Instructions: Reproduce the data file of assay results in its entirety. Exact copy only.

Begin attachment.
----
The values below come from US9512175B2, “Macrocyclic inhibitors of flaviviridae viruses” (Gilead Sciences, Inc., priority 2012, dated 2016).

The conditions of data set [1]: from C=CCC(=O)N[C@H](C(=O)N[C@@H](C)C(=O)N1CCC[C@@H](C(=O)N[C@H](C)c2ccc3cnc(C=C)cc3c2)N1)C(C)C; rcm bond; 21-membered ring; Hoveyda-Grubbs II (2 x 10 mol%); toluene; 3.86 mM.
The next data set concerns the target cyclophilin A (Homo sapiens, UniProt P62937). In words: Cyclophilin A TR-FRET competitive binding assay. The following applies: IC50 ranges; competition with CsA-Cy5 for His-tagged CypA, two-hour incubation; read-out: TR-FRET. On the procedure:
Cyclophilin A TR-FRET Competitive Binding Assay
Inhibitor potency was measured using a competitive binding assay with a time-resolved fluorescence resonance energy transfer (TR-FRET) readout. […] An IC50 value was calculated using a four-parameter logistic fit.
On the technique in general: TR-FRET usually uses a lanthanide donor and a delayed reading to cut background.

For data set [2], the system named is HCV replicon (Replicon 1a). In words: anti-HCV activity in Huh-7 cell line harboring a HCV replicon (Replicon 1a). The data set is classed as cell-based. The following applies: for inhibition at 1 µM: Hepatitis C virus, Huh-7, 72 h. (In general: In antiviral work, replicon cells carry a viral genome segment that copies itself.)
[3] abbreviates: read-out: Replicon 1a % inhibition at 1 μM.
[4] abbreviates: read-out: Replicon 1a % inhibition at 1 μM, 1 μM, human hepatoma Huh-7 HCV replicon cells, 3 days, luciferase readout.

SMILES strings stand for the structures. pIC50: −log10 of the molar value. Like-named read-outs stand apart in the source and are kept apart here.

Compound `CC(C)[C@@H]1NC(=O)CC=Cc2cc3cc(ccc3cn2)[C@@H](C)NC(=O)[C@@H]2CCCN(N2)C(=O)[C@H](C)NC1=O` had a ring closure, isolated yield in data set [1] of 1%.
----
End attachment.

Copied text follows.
The values below come from US9512175B2, “Macrocyclic inhibitors of flaviviridae viruses” (Gilead Sciences, Inc., priority 2012, dated 2016).

The conditions of data set [1]: from C=CCC(=O)N[C@H](C(=O)N[C@@H](C)C(=O)N1CCC[C@@H](C(=O)N[C@H](C)c2ccc3cnc(C=C)cc3c2)N1)C(C)C; rcm bond; 21-membered ring; Hoveyda-Grubbs II (2 x 10 mol%); toluene; 3.86 mM.
The next data set concerns the target cyclophilin A (Homo sapiens, UniProt P62937). In words: Cyclophilin A TR-FRET competitive binding assay. The following applies: IC50 ranges; competition with CsA-Cy5 for His-tagged CypA, two-hour incubation; read-out: TR-FRET. On the procedure:
Cyclophilin A TR-FRET Competitive Binding Assay
Inhibitor potency was measured using a competitive binding assay with a time-resolved fluorescence resonance energy transfer (TR-FRET) readout. […] An IC50 value was calculated using a four-parameter logistic fit.
On the technique in general: TR-FRET usually uses a lanthanide donor and a delayed reading to cut background.

For data set [2], the system named is HCV replicon (Replicon 1a). In words: anti-HCV activity in Huh-7 cell line harboring a HCV replicon (Replicon 1a). The data set is classed as cell-based. The following applies: for inhibition at 1 µM: Hepatitis C virus, Huh-7, 72 h. (In general: In antiviral work, replicon cells carry a viral genome segment that copies itself.)
[3] abbreviates: read-out: Replicon 1a % inhibition at 1 μM.
[4] abbreviates: read-out: Replicon 1a % inhibition at 1 μM, 1 μM, human hepatoma Huh-7 HCV replicon cells, 3 days, luciferase readout.

SMILES strings stand for the structures. pIC50: −log10 of the molar value. Like-named read-outs stand apart in the source and are kept apart here.

Compound `CC(C)[C@@H]1NC(=O)CC=Cc2cc3cc(ccc3cn2)[C@@H](C)NC(=O)[C@@H]2CCCN(N2)C(=O)[C@H](C)NC1=O` had a ring closure, isolated yield in data set [1] of 1%.